© 2016 Disney

And ultimately, this kind of lesson is a much better one for kids to take away than they might see in The Little Mermaid or Beauty and the Beast.  Too often in life there isn’t a named foe that we must conquer in order to get what we want.  It is merely our own fears and insecurities that are holding us back.  But Moana shows us that with hard work, learning new skills, thinking outside the box, and also showing empathy for those who might be working against us, it’s possible to achieve much in this world.  So I can see why those toddlers knew every word to the songs – their parents saw too that this story is a good one with actual valuable life lessons in it, and they are just trying to reinforce those (while enjoying the music) in any way they can.

Details: Moana, written by Jared Bush, directed by Ron Clements and John Musker.  Available on Blu-Ray, DVD and streaming.

4 Comment

  1. Nicole says: Reply

    Glad you finally saw it!
    I have to share this insightful analysis from a Tumblr user. I tried to go back and find the original post, which I am pretty sure I liked, but couldn’t find it for some reason. Did some creative googling, and finally found a screenshot of the original post, but the username had been blocked out, so I can’t credit this. But anyway, here is what they said:

    “To me, the moral of Moana is that only women can help other women heal from male violence.
    The movie starts with the idea that the male god who wronged Te Fiti must be the one to heal her. This seems to make a certain sort of intuitive sense in that I think we all believe that if you do something wrong you should try to make it right. But how does he try to right it? Through more violence. Of COURSE that failed.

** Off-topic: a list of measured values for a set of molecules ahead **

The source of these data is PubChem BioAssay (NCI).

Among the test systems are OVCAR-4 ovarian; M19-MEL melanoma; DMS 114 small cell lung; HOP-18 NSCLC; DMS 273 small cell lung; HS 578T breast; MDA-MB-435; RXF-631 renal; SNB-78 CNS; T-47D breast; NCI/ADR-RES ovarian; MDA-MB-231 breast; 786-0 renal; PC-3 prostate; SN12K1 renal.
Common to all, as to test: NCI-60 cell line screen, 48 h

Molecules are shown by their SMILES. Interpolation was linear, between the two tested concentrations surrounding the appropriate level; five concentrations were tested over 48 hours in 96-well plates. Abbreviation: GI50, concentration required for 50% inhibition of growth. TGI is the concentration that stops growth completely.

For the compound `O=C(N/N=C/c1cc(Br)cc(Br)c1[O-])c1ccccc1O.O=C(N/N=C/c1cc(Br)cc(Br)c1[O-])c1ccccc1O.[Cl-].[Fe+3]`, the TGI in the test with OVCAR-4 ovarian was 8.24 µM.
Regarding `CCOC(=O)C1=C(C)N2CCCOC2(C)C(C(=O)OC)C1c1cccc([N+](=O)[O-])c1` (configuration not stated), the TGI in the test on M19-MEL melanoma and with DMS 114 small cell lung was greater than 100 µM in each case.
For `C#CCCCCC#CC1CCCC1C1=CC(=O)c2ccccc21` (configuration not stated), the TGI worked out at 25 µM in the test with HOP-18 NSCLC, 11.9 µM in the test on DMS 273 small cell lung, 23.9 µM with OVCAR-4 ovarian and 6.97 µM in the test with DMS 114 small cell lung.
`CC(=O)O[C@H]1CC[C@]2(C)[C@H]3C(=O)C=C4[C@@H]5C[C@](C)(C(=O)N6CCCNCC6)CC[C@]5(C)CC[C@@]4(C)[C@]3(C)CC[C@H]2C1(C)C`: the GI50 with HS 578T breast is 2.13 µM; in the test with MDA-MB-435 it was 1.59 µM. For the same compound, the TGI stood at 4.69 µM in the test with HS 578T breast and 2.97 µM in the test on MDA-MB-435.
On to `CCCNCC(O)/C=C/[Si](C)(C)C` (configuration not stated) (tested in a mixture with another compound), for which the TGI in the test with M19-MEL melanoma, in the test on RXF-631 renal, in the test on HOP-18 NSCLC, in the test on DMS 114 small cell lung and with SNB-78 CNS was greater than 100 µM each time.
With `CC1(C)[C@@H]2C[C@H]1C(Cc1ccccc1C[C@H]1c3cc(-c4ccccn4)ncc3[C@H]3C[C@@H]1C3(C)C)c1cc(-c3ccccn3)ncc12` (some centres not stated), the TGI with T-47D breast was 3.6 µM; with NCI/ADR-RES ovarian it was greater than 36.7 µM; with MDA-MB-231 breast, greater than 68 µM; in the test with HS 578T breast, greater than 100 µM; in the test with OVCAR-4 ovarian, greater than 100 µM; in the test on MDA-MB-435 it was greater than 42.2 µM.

It was only when another woman, Moana, saw past the “demon of earth and fire” that the traumatized Te Fiti had become (what a good metaphor for trauma, right?)
    and met her with love instead of violence that she was able to heal. Note that they do the forehead press /before/ Moana restores the heart, while Te Fiti is still Te Ka. Moana doesn’t wait for her beautiful island goddess to appear in all her green splendor before greeting and treating her as someone deserving of love.
    Moana is only able to restore the heart because Te Ka reveals her vulnerability and allows Moana to touch her there. Maui and his male violence could only ever have resulted in more pain.”

    There are lots of really heartfelt and interesting pieces online about the movie as a lesson on trauma, especially recovering from sexual trauma, and the power of female friendships (across generations, too).

    1. maggie says: Reply

      Interesting – but definitely not the kind of lesson that young children are going to see. But still important for those of us who pick up on that (even if that person is not me).

      1. Nicole says:

        Kids might not pick it up consciously, but I believe in the power of unconscious learning. One of those things that might create a little bubble of resilience or understanding deep down inside that can influence the kind of person you grow up to be, or how to deal with adult situations later in life.

      2. maggie says:

        Oh, definitely – I’m just saying that I think if you asked a child what the lessons from Moana were, they would struggle to say the ones that I mentioned. Truly understanding and internalizing the lesson you laid out takes a little more time and would require the movie to be viewed with a more mature brain. I don’t think H would understand it yet. Maybe in 3 or 4 years when she begins to understand violence in society against women?

        And I think it would require a re-watch for her at that point.